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Lesson plans for ages 9-11 in Language & Literature: Refugee Children Recount their Experiences

Teaching Tools, 18 February 2007

© Photo courtesy of Japan for UNHCR
Schooling gives refugee children and their parents hope for the future.

INTRODUCTION

Myths, legends and folktales provide a rich heritage of beliefs and traditions which have been passed on from one generation to the next; they hold a special place in all cultures. However, the stories often were not written down, but were passed on as part of an oral tradition.

Kakuma refugee camp, which is run by UNHCR, is situated in the north west region of Kenya. In the early 1990s, Kakuma was home to 47,500 refugees, including 15,600 children from Sudan, Somalia and Ethiopia. For these children, Kakuma was the end of a long trek from persecution and danger in their own countries. Many had suffered horrifying experiences: even seeing their close ones arrested or killed, often suffering from hunger and thirst during their journey of flight, and witnessing their fellow refugees die from hunger, thirst and disease.

Most of the children arrived at Kakuma with almost nothing but their memories of the recent unhappy past, but also memories of their happier past in their own countries, amid their friends and families. They shared some of their memories and their imagination with a UNHCR worker, Sybella Wilkes, telling her stories and fairy tales and painting illustrations to accompany their stories. These stories and pictures were collected and published in One day we had to run!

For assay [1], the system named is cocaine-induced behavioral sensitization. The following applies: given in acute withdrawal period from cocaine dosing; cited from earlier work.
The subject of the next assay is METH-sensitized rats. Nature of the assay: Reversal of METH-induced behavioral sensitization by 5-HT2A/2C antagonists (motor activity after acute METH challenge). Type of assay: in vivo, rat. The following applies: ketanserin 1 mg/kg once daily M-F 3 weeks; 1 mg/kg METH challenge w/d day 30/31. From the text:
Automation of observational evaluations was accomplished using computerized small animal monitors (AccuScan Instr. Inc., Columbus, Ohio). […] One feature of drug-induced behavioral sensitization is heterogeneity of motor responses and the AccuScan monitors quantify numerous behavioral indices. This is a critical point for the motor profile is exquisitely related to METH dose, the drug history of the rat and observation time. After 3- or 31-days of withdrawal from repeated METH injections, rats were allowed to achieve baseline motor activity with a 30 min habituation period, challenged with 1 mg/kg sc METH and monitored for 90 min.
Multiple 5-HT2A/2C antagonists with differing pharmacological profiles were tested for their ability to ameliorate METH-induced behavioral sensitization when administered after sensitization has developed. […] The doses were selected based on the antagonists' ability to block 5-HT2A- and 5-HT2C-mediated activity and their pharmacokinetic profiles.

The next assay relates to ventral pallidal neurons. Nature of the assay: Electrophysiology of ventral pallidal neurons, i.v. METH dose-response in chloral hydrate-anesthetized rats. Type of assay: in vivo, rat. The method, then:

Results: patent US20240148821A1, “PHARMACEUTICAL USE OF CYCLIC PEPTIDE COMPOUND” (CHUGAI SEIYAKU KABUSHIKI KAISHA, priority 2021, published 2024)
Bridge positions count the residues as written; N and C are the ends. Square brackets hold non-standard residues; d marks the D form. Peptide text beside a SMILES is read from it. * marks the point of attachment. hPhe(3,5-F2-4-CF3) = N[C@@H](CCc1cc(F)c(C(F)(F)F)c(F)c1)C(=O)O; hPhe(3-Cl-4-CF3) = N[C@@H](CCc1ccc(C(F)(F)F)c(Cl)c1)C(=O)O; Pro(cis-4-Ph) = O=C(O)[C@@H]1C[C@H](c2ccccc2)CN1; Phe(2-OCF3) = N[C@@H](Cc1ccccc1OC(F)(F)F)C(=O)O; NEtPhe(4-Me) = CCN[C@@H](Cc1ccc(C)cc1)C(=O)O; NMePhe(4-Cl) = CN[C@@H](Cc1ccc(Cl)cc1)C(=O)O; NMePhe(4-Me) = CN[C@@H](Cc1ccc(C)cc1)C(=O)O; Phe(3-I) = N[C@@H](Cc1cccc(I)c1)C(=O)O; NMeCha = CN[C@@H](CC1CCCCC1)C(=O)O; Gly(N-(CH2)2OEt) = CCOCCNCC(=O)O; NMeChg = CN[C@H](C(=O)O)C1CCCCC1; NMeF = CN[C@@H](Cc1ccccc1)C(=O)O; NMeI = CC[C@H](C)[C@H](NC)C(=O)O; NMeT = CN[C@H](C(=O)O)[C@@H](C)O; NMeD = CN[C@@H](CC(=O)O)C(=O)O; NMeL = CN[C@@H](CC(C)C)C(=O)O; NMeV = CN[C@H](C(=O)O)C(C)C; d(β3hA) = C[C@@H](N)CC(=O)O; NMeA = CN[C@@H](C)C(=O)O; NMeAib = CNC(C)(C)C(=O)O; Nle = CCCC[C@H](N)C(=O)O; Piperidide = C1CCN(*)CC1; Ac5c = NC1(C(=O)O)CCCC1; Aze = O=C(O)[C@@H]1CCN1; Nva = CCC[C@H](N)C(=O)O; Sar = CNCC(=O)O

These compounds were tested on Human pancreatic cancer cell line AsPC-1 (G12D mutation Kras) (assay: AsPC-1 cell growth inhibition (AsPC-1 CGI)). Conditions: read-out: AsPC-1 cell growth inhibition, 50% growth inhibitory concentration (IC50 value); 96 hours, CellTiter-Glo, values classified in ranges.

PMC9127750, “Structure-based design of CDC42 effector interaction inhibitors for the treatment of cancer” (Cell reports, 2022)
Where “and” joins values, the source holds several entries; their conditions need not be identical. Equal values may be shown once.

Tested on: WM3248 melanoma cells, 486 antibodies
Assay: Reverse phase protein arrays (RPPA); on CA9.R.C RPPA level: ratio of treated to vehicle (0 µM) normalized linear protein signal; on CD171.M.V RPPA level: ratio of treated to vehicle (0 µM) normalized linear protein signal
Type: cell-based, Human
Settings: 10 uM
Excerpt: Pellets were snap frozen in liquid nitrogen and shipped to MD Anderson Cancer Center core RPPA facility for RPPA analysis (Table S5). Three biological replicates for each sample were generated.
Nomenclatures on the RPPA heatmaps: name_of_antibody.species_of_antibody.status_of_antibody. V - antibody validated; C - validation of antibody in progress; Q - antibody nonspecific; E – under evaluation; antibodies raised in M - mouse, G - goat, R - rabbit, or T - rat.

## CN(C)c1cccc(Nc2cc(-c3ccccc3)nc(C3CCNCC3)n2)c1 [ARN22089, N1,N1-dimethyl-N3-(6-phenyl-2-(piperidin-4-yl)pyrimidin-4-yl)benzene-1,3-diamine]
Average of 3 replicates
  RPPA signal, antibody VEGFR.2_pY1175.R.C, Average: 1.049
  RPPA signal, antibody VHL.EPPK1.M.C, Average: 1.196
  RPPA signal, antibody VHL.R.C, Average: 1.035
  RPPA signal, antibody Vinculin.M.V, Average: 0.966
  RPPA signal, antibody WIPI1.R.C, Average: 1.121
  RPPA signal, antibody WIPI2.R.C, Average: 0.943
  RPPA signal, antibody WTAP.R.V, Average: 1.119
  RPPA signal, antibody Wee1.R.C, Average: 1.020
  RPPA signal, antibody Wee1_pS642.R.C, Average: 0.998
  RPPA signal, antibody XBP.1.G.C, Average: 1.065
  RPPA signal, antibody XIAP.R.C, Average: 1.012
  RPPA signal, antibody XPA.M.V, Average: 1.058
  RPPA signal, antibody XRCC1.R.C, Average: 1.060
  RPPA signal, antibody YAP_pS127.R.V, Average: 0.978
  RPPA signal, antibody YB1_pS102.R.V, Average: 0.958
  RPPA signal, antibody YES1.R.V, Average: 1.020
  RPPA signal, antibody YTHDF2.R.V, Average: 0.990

Children from every part of the world, from every social and economic stratum love to hear and tell stories and fairy tales. This unit of lessons revolves around three of the stories told to Ms Wilkes by refugee children. As the students work through the lessons, they will have the opportunity to practise their writing and grammatical skills while at the same time sharing the common joy of story-telling.

Resource

Sybella Wilkes, One day we had to run! (London, Evans Brothers, 1994), the stories and illustrations "Tit for tat", p. 22-23; "The party", p. 25-26 and "The deaf man and the blind man", p. 42-43.

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